As a masters runner for New Balance, Susan Lynne Cooke has to take care of her body more than the younger athletes.
This is a submission shared with permission from the elite New Balance Tampa Masters Racing Team.
What are the keys to “staying on the road” as a masters runner? I believed that I was invincible as a runner and athlete. “No fear, no limits” was my motto when I was younger. However, I have found that this attitude doesn’t work as well as you age.
I tend to exude confidence in most things I do and love to compete as a masters runner but I have come to realize that my body has more limitations as a 57-year-old than it did as a 20-30 year old. We masters athletes do break easier.
In order to stay injury-free we seem to need longer recoveries between our workouts and for the most part, shorter weekly mileage than a younger runner. Don’t feel the need to keep up with your 25-year-old niece or nephew who is training for Boston. We each have our own threshold for both acute and chronic injury and it absolutely changes as we age. Once you exceed that threshold, you get injured. One of the biggest tips in injury prevention is to know your limits. The masters runner should not do too much, too soon, too fast. There exists a 10 percent rule in training that as you start to ramp up weekly training mileage, increase it by no more than 10 percent per week—and for those that are injury prone, even less.
While running as a master, it’s even more important to listen to your body. Absolutely, do not run through pain! Listen to the signals of your aches and soreness. Like with any sport, there will be some soreness, but if you have persistent pain—especially in the same location and at a certain distance—then check it out. Do not try to be tough and work through it, because you probably have an overuse injury that often will become acutely worse after a hard workout.
Get a good pair of shoes that fit. Finding the right shoe for your foot type is key and consider replacing them every 500 miles. Get expert advice by going to a specialty store for running shoe guidance when you first start out.
Getting the “fast bug” is something I caught early on and adding in track (speed) training will definitely help your overall performance. Be sure to limit your speed work, though. The old saying “speed kills” applies with running, too. Once a week track/speed workouts for the masters runner is usually a good rule of thumb. Any more than weekly speed workouts is usually asking for trouble and will lead to injuries, and surprisingly soon.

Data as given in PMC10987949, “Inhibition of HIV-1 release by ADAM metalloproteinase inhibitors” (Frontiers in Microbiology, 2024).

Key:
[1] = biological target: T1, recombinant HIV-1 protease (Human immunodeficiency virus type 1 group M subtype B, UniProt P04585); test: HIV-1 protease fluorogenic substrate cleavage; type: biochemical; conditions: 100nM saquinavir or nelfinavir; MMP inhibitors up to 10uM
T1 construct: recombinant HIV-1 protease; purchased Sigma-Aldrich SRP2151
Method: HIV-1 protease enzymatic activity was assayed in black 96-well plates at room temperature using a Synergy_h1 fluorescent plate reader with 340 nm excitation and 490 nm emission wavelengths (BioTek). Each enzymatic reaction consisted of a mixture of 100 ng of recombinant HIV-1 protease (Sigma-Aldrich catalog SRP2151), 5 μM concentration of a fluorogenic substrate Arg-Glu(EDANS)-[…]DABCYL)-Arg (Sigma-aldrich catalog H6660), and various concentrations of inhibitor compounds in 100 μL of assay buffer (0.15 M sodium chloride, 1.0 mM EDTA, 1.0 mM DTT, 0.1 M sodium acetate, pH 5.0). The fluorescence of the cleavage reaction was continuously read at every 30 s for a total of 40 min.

Before you get into the meat of your run, it’s mandatory to warm up those muscles by doing a slower warm-up run for at least a mile. Adding dynamic stretching (not static stretching like we did in high school) is quite helpful in getting things ready to roll prior to a run. I have also found that cross training a powerful supplement to my running. Studies of cross training have been shown to improve muscle balance and strength, while helping you to remain injury-free. Swimming, aqua jogging, rowing, stationary cycling and even elliptical training are great ways to improve or maintain aerobic fitness while lessening the impact on the lower back, major joints, bones and hamstrings. And if you do get an injury, cross training is an essential rehabilitation tool.
Finally, I would encourage you to participate in local races since they are fun, rewarding and offer a great social environment for the masters runner. There are now hundreds of races every weekend all over the country. Just don’t over-do it by over-racing. As a masters runner, you should limit your races to one per month and even less if you race longer than the 10K distance. Over-racing is a prescription for injury and your injury prevention effort should equal your exercise effort.